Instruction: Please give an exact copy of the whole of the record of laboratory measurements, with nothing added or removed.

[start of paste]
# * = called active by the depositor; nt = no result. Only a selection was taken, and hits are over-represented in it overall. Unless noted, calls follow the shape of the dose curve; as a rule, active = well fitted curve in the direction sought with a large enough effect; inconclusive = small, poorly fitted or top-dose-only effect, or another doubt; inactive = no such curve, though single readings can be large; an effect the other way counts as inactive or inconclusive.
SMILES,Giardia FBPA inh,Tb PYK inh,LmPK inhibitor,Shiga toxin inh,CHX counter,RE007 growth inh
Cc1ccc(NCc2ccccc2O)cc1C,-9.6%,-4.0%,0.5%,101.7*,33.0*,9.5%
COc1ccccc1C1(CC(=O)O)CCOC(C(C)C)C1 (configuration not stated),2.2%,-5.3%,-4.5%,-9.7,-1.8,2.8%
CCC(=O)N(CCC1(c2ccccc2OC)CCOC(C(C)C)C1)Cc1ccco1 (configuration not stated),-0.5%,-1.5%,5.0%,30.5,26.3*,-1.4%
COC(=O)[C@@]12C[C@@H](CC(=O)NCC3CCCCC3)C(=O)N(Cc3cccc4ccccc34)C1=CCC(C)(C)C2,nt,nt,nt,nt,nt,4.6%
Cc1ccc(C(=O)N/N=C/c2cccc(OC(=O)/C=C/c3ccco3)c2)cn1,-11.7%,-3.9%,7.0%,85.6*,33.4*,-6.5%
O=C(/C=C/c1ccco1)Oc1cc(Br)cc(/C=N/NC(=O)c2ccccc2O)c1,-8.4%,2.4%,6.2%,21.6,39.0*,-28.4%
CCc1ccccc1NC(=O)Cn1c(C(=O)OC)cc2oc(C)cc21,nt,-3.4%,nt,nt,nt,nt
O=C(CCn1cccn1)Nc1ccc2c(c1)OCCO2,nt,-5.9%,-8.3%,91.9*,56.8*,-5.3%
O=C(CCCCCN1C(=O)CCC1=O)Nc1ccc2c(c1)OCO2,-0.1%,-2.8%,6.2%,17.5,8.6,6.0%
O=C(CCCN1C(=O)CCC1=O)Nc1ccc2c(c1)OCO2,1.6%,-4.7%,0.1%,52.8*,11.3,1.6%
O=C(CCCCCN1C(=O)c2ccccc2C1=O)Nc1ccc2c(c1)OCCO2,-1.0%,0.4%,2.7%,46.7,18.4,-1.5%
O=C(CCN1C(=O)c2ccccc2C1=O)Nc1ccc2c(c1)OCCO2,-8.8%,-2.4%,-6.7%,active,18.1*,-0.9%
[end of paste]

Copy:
# * = called active by the depositor; nt = no result. Only a selection was taken, and hits are over-represented in it overall. Unless noted, calls follow the shape of the dose curve; as a rule, active = well fitted curve in the direction sought with a large enough effect; inconclusive = small, poorly fitted or top-dose-only effect, or another doubt; inactive = no such curve, though single readings can be large; an effect the other way counts as inactive or inconclusive.
SMILES,Giardia FBPA inh,Tb PYK inh,LmPK inhibitor,Shiga toxin inh,CHX counter,RE007 growth inh
Cc1ccc(NCc2ccccc2O)cc1C,-9.6%,-4.0%,0.5%,101.7*,33.0*,9.5%
COc1ccccc1C1(CC(=O)O)CCOC(C(C)C)C1 (configuration not stated),2.2%,-5.3%,-4.5%,-9.7,-1.8,2.8%
CCC(=O)N(CCC1(c2ccccc2OC)CCOC(C(C)C)C1)Cc1ccco1 (configuration not stated),-0.5%,-1.5%,5.0%,30.5,26.3*,-1.4%
COC(=O)[C@@]12C[C@@H](CC(=O)NCC3CCCCC3)C(=O)N(Cc3cccc4ccccc34)C1=CCC(C)(C)C2,nt,nt,nt,nt,nt,4.6%
Cc1ccc(C(=O)N/N=C/c2cccc(OC(=O)/C=C/c3ccco3)c2)cn1,-11.7%,-3.9%,7.0%,85.6*,33.4*,-6.5%
O=C(/C=C/c1ccco1)Oc1cc(Br)cc(/C=N/NC(=O)c2ccccc2O)c1,-8.4%,2.4%,6.2%,21.6,39.0*,-28.4%
CCc1ccccc1NC(=O)Cn1c(C(=O)OC)cc2oc(C)cc21,nt,-3.4%,nt,nt,nt,nt
O=C(CCn1cccn1)Nc1ccc2c(c1)OCCO2,nt,-5.9%,-8.3%,91.9*,56.8*,-5.3%
O=C(CCCCCN1C(=O)CCC1=O)Nc1ccc2c(c1)OCO2,-0.1%,-2.8%,6.2%,17.5,8.6,6.0%
O=C(CCCN1C(=O)CCC1=O)Nc1ccc2c(c1)OCO2,1.6%,-4.7%,0.1%,52.8*,11.3,1.6%
O=C(CCCCCN1C(=O)c2ccccc2C1=O)Nc1ccc2c(c1)OCCO2,-1.0%,0.4%,2.7%,46.7,18.4,-1.5%
O=C(CCN1C(=O)c2ccccc2C1=O)Nc1ccc2c(c1)OCCO2,-8.8%,-2.4%,-6.7%,active,18.1*,-0.9%